This week’s column follows discussions with beef producers who tell me the key equation everyone wants to know is which bulls are heifer bulls? Other buyers say they are struggling to search through data to find what they want or need in a bull. Here’s my approach to searching, using the current tools available on the breed websites, and developing a short list to take to inspections/sales
AHEAD of this year’s spring bull sales, some seedstock operations are in the process of hosting inspections for this year’s draft of sires.
The confidence felt across the beef industry has been demonstrated by the willingness of producers to travel long distances and work around social distancing requirements in order to observe this year’s bull prospects, first-hand.
Search is on for heifer bulls
The interest in sires suitable for joining to heifers has been a noticeable trend across recent inspection days held across NSW, I’ve found. Chris Patterson from Heart Angus Stud near Tamworth described the interest in this year’s draft as extremely encouraging.
“There were plenty of people looking at the bulls in general, but a lot of them want one suitable to go over heifers,” Chris told me.
Further to the west at Burren Junction, Geoff, Robyn and Anna Holcombe operate the Rayleigh Poll Hereford stud. Their recent open day attracted interest from southern NSW and the central west. Geoff reinforced the comments of Chris Patterson, saying, “there certainly was more interest in heifer bulls this year – possibly as more people are joining heifers in order to rebuild numbers.”
Data can be overwhelming
Given the numbers of heifers potentially being joined across herds is greater than previous years, finding sires that are suitable for such programs shouldn’t be left until the day of the sale.
While pre-sale inspections offer the opportunity to assess the bulls on offer, determining their genetic suitability for a program should include inspection of the performance records available on preferred bulls.
However, many producers often find the amount of data available on bulls to be overwhelming. In the next two months, some 31 Angus studs will offer over 1900 bulls, and 20 Hereford breeders will offer close to 700 bulls. So, while there certainly are bulls available, searching through these numbers can be daunting.
An approach I have used with clients that has proven effective has been to use the search function that is provided through the online catalogues provided by various breed societies.
This simple but effective tool is often overlooked by producers. I’ve used it to great success to prepare sire lists ahead of sales and eliminate the confusing approach of notes, highlights and scribbles that characterise many printed catalogues.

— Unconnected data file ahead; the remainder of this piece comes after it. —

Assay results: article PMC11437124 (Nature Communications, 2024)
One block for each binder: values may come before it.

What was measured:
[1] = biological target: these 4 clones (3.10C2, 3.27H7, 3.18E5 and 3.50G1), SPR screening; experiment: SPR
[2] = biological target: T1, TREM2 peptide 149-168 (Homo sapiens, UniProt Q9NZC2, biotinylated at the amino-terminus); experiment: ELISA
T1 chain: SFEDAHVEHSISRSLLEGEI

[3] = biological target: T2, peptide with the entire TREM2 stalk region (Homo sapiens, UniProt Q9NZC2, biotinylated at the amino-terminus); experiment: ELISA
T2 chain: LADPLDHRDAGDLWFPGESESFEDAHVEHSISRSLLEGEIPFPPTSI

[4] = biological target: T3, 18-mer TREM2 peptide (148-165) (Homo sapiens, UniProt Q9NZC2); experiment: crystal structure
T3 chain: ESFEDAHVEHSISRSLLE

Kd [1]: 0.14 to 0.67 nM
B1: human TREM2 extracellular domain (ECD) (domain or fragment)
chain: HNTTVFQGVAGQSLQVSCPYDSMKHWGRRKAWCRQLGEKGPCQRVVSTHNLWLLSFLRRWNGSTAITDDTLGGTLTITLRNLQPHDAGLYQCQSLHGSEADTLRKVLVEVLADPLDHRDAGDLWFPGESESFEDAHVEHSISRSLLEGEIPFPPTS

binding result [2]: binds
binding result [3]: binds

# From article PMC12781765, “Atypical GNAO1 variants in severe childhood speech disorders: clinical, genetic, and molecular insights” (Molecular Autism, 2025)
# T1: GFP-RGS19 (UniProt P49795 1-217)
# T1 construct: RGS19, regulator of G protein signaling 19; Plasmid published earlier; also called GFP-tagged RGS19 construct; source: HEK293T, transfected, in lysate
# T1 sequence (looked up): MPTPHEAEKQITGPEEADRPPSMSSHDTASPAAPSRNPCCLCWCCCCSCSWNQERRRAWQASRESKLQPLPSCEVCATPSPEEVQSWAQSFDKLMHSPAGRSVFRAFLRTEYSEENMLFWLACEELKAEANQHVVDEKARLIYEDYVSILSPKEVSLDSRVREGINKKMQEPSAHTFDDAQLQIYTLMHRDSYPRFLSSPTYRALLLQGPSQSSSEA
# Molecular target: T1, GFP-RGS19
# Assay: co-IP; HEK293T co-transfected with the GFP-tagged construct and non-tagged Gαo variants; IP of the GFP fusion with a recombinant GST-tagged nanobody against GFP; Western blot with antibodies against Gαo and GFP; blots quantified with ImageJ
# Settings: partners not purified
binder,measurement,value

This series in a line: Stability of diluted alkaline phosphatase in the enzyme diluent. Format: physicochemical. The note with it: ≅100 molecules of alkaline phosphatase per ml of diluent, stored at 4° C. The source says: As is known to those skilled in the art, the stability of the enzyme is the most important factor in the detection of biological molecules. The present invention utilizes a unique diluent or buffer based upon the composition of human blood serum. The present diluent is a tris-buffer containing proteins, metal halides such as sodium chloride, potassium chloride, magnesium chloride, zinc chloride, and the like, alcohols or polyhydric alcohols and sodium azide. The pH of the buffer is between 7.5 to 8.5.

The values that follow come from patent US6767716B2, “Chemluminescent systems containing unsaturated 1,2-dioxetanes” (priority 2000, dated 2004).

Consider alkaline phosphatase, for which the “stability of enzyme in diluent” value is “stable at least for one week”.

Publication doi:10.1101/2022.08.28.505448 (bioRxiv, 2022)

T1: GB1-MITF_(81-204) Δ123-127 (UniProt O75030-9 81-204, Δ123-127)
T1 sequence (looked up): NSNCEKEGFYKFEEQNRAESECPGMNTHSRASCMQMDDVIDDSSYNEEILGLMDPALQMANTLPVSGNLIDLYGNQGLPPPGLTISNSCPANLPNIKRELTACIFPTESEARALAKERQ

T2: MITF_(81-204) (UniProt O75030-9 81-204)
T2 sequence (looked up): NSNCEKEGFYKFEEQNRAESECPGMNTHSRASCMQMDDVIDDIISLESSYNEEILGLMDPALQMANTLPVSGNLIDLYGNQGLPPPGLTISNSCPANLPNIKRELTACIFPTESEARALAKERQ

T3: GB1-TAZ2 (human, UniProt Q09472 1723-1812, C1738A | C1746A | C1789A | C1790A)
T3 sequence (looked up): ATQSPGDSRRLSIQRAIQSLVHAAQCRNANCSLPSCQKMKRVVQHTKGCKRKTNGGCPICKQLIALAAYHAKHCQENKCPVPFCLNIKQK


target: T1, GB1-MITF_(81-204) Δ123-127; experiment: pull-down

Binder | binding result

Key to using the search function is an understanding of the traits that are of importance to a herd. And while Birth Weight seems to be the key trait for producers this year, its vital not to overlook other traits that can also serve to reduce the risk of calving difficulties. In the case of finding a bull suitable to join to heifers, I consider not just birth weight but the Calving Ease (Direct) EBV.
This EBV estimates the genetic differences in the ability of bulls’ calves from two-year-old heifers to be born unassisted. The EBVs are reported as differences in the percentage of unassisted calvings. Put simply, the higher, more positive, calving ease (DIR) EBVs are more favourable.
I also tend to consider the Gestation Length EBV. This estimates genetic differences between animals in the length of time from the date of conception to the birth of the calf. Lower Gestation Length EBVs indicate an animal is expected to produce calves that are born with a shorter gestation length.
The search function online allows producers to set their preferred parameters around the traits of importance. So, in the case of heifer bulls, I would search for bulls that have above average EBVs for Calving Ease (Dir); Average or Below Average for Birth Weight and for lower than breed average Gestation length.
To find the search option, users should select the catalogue they are interested in. Following the click option to Link to Breed Object, this will bring a new page up with the Index values and EBVs for all bulls in the catalogue. From here the option of creating your own EBV filter is available.
It’s not necessary to fill out every EBV value, just the ones that are of importance to your breeding objective – in this example, suitable for heifers.
By selecting the grey box at the bottom, the search function will identify those bulls that meet the criteria.
The animals listed in bold are those that fall into the criteria that suits the program a bull may be used for.
It’s important to note that each breed has sightly different search functions. For example, to search for Angus bulls, Angus Australia provides a search function that allows bulls to be searched across multiple sales.
The final step I follow is to note the numbers of the bulls that have been identified. This list becomes my inspection list for physical suitability. It tends to be a more efficient option to work through an overwhelming amount of data and ensures that the list of potential sires includes only the bulls that fall into the criteria.
As part of ongoing development work, NSW DPI along with MLA and Breedplan are due to release the DeSireBull program, which should offer an even more efficient selection process to find the sires that suit.
Until that point, the search function should be a key starting point in the preparation process that underpins finding the right sire for the job.
Alastair Rayner is the Principal of RaynerAg, an agricultural advisory service based in NSW. He regularly attends bull sales to support client purchases and undertakes pre-sale selections and classifications. He can be contacted here or through his website www.raynerag.com.au